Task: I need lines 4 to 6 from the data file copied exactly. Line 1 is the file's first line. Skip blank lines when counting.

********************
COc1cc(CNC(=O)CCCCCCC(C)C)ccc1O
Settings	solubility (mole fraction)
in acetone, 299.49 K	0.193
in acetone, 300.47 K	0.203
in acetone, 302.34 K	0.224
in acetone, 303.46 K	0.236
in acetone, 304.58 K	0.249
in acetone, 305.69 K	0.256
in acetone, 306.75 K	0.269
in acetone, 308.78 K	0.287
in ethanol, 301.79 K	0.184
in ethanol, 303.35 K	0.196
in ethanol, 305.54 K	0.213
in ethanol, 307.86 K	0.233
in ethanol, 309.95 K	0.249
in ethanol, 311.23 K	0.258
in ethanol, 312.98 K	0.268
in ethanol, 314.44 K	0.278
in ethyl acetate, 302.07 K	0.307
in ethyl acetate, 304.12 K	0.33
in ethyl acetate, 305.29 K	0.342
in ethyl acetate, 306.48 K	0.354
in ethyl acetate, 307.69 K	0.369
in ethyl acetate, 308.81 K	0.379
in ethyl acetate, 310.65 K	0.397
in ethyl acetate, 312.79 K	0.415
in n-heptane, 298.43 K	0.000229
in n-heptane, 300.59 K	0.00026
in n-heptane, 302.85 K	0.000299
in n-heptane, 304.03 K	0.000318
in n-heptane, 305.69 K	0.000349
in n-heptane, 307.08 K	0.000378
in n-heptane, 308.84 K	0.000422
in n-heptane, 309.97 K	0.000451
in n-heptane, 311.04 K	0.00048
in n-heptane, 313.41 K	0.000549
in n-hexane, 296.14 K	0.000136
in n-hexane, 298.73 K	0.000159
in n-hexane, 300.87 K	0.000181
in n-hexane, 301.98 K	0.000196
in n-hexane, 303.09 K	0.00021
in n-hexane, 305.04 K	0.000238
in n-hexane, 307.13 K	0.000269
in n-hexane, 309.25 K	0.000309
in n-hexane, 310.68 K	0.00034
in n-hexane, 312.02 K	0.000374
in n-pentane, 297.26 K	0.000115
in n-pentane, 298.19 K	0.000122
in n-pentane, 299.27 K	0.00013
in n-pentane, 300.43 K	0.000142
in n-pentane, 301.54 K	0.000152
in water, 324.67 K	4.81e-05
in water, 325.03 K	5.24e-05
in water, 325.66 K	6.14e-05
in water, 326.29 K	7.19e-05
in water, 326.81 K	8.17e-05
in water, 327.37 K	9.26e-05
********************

in acetone, 300.47 K	0.203
in acetone, 302.34 K	0.224
in acetone, 303.46 K	0.236